No black African has ever been in space but that could change soon.
Freeman Osonuga, a Nigerian doctor, recognized for his work as an Ebola volunteer, has been shortlisted as one of three young leaders to win an all-expense paid trip to space organized by London-based talent agency Kruger Cowne in partnership with One Young World and Xcor Space Expeditions. The plan is to send the selected leader to space putting this person in the global spotlight to help lead and promote issues of global importance.
The trip, which can cost up to $100,000 and is scheduled for 2016 will last for about one hour and before the trip, the winner will undergo G-Force training in the Netherlands to prepare them for their experience outside Earth.
Should he be selected, the space trip will cap off a whirlwind couple of months for Osonuga who recently completed a six-month long humanitarian mission to Sierra Leone as part of the AU’s Ebola Response Team for which he was a recipient of a Meritorious Service Award from Sierra Leone’s president Bai Ernest Koroma.
As an undergraduate and without significant financial support, Osonuga started his Heal the World Foundation which now provides free medical care to orphans and children with disabilities.
Osonuga is up against Keren Jackson of Ireland and Hussain Manawer of the United Kingdom. These three finalists will be flown to Bangkok next month where they will attend the One Young World Summit and also deliver a keynote speech on their topic of choice to the thousands of delegates present as well as a panel of global business leaders after which the winner of a space trip will be announced.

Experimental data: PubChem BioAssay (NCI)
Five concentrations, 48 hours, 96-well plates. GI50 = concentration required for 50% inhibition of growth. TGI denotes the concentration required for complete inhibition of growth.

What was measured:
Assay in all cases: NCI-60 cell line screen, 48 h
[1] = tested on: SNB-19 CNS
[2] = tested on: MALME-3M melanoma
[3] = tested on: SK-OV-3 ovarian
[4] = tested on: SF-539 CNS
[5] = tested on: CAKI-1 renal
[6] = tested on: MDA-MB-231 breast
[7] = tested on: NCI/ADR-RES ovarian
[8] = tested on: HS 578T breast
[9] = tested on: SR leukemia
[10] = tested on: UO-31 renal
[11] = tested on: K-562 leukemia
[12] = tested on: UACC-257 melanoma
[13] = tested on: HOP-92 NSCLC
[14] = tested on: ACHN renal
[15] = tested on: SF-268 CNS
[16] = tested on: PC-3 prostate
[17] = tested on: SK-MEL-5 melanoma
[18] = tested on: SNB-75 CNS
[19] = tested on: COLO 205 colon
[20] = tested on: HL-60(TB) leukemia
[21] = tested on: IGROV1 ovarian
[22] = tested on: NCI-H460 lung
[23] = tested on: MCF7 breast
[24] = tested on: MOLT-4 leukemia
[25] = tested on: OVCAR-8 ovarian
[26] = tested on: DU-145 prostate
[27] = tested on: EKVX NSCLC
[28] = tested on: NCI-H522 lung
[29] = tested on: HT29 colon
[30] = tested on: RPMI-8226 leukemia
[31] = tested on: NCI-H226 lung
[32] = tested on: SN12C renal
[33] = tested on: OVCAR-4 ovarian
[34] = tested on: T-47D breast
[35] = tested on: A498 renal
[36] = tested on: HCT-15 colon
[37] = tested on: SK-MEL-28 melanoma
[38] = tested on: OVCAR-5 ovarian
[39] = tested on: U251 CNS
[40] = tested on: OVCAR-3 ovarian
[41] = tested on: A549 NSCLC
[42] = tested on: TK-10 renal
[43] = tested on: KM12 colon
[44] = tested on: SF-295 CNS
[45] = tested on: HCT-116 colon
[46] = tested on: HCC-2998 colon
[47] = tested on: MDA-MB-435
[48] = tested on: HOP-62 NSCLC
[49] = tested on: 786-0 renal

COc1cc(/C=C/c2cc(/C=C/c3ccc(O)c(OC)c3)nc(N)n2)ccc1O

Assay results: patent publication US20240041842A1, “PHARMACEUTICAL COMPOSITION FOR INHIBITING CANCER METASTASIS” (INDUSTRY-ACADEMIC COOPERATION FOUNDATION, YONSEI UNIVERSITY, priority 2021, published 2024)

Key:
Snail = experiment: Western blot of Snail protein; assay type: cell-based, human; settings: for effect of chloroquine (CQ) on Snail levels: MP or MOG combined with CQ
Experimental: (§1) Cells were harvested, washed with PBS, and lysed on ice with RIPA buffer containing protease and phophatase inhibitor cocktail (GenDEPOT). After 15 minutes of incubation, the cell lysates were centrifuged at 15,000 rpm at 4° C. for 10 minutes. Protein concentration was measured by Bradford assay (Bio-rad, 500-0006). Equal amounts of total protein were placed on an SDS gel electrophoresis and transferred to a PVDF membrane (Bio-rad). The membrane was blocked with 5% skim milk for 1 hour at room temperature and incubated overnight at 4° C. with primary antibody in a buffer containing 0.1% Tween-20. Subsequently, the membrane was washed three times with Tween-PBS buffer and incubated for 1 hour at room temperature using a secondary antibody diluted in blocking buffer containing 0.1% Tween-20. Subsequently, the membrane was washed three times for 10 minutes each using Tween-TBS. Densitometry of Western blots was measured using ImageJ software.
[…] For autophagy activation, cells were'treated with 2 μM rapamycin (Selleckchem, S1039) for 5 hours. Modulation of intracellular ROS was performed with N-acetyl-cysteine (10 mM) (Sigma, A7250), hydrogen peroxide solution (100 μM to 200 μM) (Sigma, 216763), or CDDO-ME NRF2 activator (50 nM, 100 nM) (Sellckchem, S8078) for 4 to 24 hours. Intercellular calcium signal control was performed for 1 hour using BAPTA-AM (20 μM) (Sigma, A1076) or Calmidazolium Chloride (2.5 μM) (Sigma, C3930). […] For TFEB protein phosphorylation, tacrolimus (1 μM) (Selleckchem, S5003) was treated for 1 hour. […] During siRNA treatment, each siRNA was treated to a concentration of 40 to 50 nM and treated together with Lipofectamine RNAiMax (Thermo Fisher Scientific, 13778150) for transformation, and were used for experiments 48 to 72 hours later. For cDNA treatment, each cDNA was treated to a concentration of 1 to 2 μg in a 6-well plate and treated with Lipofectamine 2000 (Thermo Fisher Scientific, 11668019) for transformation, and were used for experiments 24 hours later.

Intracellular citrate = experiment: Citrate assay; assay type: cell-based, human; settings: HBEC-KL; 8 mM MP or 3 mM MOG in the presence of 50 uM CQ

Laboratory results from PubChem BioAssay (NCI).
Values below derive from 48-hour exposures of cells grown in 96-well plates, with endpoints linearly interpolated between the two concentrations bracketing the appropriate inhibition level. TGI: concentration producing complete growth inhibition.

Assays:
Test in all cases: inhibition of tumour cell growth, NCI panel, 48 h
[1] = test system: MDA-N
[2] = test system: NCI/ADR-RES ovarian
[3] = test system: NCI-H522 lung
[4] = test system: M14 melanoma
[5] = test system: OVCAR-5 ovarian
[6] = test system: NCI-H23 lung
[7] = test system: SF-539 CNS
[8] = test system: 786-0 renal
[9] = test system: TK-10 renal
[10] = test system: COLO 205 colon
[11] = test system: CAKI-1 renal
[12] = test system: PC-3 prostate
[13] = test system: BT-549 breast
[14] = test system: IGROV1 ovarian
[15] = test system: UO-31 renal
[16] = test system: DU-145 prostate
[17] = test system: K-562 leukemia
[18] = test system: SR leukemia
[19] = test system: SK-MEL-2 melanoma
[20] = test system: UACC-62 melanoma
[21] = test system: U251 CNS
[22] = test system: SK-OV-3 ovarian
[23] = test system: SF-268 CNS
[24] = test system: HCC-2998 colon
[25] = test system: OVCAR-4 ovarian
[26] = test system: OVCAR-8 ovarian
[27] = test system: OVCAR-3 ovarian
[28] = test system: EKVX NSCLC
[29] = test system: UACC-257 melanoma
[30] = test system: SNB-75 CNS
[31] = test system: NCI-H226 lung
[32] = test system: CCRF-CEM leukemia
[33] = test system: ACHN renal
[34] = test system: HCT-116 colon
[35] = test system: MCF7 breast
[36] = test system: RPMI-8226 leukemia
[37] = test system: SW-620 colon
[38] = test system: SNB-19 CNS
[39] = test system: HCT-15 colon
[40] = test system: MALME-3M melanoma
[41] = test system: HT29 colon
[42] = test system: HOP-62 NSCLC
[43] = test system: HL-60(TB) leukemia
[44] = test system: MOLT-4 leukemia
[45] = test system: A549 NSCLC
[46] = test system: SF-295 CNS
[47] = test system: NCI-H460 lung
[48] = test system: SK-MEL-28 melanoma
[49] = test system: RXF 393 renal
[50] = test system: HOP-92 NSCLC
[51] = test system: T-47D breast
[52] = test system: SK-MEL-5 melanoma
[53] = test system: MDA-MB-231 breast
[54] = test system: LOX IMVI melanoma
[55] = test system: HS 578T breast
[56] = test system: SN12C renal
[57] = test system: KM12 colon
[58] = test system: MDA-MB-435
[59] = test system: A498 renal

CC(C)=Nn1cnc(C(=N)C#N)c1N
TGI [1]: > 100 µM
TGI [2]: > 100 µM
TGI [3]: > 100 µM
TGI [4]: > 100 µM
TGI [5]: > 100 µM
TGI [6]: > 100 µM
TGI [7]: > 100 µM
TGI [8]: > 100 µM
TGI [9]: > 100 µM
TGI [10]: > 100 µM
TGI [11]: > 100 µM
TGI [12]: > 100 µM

“If selected, I will be making Africa proud as the first black African to go to space thereby making history in the process,” Osonuga told Quartz. “Going to space is not the overall objective of the project. It is to be able to raise global conversations on issues that affect us all as inhabitants of planet earth such as climate change, global peace and poverty.”
White South African entrepreneur Mark Shuttleworth is widely acknowledged as the first African to go to space after a trip back in 2002.
It is not certain that Osonuga would in fact be the first black African, as South African DJ Mandla Maseko, is also in the running after winning a different talent competition in late 2013. But his mission has been pushed forward to sometime in 2016.